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Virtual Cinema: Capital in the Twenty-First Century

Adapting one of the most groundbreaking and powerful books of our time, Capital in the 21st Century is an eye-opening journey through wealth and power.
(NR, 103 min.)


Based on the international bestseller by rock-star economist Thomas Piketty (which sold over three million copies worldwide and landed Piketty on Time Magazine's list of most influential people), this entertaining documentary is an accessible journey through wealth and power, a film that breaks the popular assumption that the accumulation of capital runs hand in hand with social progress, and shines a new light on today's growing inequalities. Traveling through time, the film combines pop-culture references and interviews with some of the world's most influential experts to deliver an insightful and empowering journey through the past and into our future. [Kino Lorber]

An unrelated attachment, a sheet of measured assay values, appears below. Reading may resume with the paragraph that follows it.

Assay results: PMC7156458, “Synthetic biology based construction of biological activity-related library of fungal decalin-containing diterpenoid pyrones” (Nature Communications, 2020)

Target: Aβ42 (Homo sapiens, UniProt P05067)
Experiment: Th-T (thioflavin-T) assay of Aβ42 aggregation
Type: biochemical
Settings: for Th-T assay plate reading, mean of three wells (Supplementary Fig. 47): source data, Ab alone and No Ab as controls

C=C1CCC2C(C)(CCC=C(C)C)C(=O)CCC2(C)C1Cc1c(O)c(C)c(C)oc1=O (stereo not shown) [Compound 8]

Director: Justin Pemberton
Language(s): English/French with English subtitles
Genre: Documentary

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"A sleek tour of economic history over the last 400 years or so."

— Kevin Crust, Los Angeles Times

"Bold, incisive, riveting… one of the best documentaries in recent years."

— Harvey Karten, ShockYa

"A massive achievement, turning this weighty volume into enthralling cinema."

— Richard Whittaker, Austin Chronicle

"An easily digestible cinematic companion to such a crucial and potentially prophetic book."

— Chris Barsanti, PopMatters

"Lively, informative… lays out the economist’s arguments with lucidity and persuasiveness, using a slew of pop-culture references."

— Ann Hornaday, Washington Post

"Trust me this is a movie that provokes a consistent sense of "Whoa!" By the end, you'll know with greater clarity than you did before why we're in the mess we're in."

— Owen Gleiberman, Variety

"Capital in the 21st Century, in documentary form, is an almost overwhelming alarm bell, a call to action and a fact, chart, animated illustration-and-quote-stuffed history of “how we got here” in the first place."

— Roger Moore, Movie Nation

"A spry, erudite, and consistently watchable documentary that articulates how we got here, and why things are only going to get worse if we don’t right the balance between economic growth and consolidated wealth."

— David Ehrlich, Indiewire